It will be readily admitted, that a degree conferred by an university, ought to be a pledge to the public that he who holds it possesses a certain quantity of knowledge. The progress of society has rendered knowledge far more various in its kinds than it used to be; and to meet this variety in the tastes and inclinations of those who come to us for instruction, we have, besides the regular lectures to which all must attend, other sources of information from whence the students may acquire sound and varied knowledge in the numerous lectures on chemistry, geology, botany, history, &c. It is at present a matter of option with the student, which, and how many of these courses he shall attend, and such it should still remain. All that it would be necessary to add would be, that previously to taking his degree, each person should be examined by those Professors, whose lectures he had attended. The pupils should then be arranged in two classes, according to their merits, and the names included in these classes should be printed. I would then propose that no young man, except his name was found amongst the "List of Honours," should be allowed to take his degree, unless he had been placed in the first class of some one at least of the courses given by the professors. But it should still be imperative upon the student to possess such mathematical knowledge as we usually require. If he had attained the first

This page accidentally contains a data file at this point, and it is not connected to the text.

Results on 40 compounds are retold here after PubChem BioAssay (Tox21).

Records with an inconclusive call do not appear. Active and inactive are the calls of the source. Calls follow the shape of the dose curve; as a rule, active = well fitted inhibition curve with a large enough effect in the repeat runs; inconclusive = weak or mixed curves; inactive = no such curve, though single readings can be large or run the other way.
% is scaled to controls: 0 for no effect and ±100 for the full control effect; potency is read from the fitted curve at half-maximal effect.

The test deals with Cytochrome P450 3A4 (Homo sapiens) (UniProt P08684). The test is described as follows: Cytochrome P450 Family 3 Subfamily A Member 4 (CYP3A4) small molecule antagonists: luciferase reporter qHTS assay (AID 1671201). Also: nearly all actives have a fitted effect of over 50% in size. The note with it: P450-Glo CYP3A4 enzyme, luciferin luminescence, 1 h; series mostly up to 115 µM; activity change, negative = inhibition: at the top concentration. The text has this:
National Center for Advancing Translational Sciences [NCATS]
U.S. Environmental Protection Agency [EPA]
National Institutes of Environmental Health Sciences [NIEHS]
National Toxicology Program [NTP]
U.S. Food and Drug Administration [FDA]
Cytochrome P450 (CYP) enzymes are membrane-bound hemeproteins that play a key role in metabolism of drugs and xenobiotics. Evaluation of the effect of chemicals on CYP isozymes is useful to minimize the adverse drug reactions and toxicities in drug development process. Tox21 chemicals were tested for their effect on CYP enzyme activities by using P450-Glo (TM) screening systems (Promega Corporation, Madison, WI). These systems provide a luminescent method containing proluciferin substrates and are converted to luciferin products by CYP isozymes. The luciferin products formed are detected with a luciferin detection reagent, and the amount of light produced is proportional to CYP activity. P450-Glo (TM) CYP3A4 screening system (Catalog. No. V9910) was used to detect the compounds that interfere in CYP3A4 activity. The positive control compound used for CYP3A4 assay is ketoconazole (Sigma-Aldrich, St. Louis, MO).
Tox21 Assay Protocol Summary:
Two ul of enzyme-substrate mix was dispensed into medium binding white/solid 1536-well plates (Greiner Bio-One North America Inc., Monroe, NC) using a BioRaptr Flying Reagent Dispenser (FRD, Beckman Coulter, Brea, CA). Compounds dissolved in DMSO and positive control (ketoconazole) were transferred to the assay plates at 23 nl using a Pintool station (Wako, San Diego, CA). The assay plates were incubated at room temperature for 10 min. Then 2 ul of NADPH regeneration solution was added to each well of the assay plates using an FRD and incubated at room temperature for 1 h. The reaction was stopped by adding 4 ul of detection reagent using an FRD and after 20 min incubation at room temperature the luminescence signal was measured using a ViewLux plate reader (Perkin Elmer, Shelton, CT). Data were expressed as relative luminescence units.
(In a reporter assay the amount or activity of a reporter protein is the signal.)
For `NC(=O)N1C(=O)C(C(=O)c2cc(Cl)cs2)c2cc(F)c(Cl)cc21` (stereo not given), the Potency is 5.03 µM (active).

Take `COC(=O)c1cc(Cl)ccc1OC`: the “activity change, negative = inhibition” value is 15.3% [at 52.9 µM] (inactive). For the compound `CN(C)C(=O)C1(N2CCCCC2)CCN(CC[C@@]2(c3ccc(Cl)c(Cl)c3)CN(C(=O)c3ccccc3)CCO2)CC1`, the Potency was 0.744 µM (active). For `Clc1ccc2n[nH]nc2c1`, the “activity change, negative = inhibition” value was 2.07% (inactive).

rank in several of these examinations, it is obvious that we should run no hazard in a little relaxing: the strictness of his mathematical trial.

If it should be thought preferable, the sciences might be grouped, and the following subjects be taken together:-

Modern History.

Laws of England.

Civil Law.

Political Economy.

Applications of Science to Arts and Manufactures.

Chemistry.

Mineralogy.

Geology.

Zoology, including Physiology and Comparative Anatomy.

Botany, including Vegetable Physiology and Anatomy.